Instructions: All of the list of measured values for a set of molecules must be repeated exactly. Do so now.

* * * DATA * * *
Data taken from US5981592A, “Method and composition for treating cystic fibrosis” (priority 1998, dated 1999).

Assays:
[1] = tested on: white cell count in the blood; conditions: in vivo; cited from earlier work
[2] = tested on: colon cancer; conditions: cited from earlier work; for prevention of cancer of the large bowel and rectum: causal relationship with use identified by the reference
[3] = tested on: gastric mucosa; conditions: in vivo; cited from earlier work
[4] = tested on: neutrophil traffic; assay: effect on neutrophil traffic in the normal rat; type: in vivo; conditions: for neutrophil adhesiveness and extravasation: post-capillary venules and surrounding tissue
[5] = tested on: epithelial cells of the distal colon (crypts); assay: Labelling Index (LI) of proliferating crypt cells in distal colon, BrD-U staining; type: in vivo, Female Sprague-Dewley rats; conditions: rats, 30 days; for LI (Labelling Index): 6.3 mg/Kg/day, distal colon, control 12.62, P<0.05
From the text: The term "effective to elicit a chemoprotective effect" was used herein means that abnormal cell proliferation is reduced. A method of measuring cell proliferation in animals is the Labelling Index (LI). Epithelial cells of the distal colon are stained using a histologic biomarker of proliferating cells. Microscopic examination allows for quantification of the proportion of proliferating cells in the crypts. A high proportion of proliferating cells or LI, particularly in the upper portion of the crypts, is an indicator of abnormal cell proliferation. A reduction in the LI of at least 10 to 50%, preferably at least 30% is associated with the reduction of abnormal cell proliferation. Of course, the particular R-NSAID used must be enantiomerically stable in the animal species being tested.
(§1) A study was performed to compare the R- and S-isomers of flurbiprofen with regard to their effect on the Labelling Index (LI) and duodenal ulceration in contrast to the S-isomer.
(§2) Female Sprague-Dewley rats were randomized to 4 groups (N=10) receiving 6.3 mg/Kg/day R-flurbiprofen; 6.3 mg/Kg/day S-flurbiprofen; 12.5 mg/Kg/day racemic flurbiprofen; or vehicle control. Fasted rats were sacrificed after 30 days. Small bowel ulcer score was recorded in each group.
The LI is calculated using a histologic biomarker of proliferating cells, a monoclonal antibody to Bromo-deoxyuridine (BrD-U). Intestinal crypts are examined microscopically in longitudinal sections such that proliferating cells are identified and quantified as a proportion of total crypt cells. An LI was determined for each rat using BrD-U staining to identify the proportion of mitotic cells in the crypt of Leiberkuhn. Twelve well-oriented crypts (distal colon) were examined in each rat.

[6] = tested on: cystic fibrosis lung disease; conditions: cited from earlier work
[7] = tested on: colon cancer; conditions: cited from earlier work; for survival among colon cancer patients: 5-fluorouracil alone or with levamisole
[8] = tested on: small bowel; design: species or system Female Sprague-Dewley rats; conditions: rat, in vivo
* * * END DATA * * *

Data taken from US5981592A, “Method and composition for treating cystic fibrosis” (priority 1998, dated 1999).

Assays:
[1] = tested on: white cell count in the blood; conditions: in vivo; cited from earlier work
[2] = tested on: colon cancer; conditions: cited from earlier work; for prevention of cancer of the large bowel and rectum: causal relationship with use identified by the reference
[3] = tested on: gastric mucosa; conditions: in vivo; cited from earlier work
[4] = tested on: neutrophil traffic; assay: effect on neutrophil traffic in the normal rat; type: in vivo; conditions: for neutrophil adhesiveness and extravasation: post-capillary venules and surrounding tissue
[5] = tested on: epithelial cells of the distal colon (crypts); assay: Labelling Index (LI) of proliferating crypt cells in distal colon, BrD-U staining; type: in vivo, Female Sprague-Dewley rats; conditions: rats, 30 days; for LI (Labelling Index): 6.3 mg/Kg/day, distal colon, control 12.62, P<0.05
From the text: The term "effective to elicit a chemoprotective effect" was used herein means that abnormal cell proliferation is reduced. A method of measuring cell proliferation in animals is the Labelling Index (LI). Epithelial cells of the distal colon are stained using a histologic biomarker of proliferating cells. Microscopic examination allows for quantification of the proportion of proliferating cells in the crypts. A high proportion of proliferating cells or LI, particularly in the upper portion of the crypts, is an indicator of abnormal cell proliferation. A reduction in the LI of at least 10 to 50%, preferably at least 30% is associated with the reduction of abnormal cell proliferation. Of course, the particular R-NSAID used must be enantiomerically stable in the animal species being tested.
(§1) A study was performed to compare the R- and S-isomers of flurbiprofen with regard to their effect on the Labelling Index (LI) and duodenal ulceration in contrast to the S-isomer.
(§2) Female Sprague-Dewley rats were randomized to 4 groups (N=10) receiving 6.3 mg/Kg/day R-flurbiprofen; 6.3 mg/Kg/day S-flurbiprofen; 12.5 mg/Kg/day racemic flurbiprofen; or vehicle control. Fasted rats were sacrificed after 30 days. Small bowel ulcer score was recorded in each group.
The LI is calculated using a histologic biomarker of proliferating cells, a monoclonal antibody to Bromo-deoxyuridine (BrD-U). Intestinal crypts are examined microscopically in longitudinal sections such that proliferating cells are identified and quantified as a proportion of total crypt cells. An LI was determined for each rat using BrD-U staining to identify the proportion of mitotic cells in the crypt of Leiberkuhn. Twelve well-oriented crypts (distal colon) were examined in each rat.

[6] = tested on: cystic fibrosis lung disease; conditions: cited from earlier work
[7] = tested on: colon cancer; conditions: cited from earlier work; for survival among colon cancer patients: 5-fluorouracil alone or with levamisole
[8] = tested on: small bowel; design: species or system Female Sprague-Dewley rats; conditions: rat, in vivo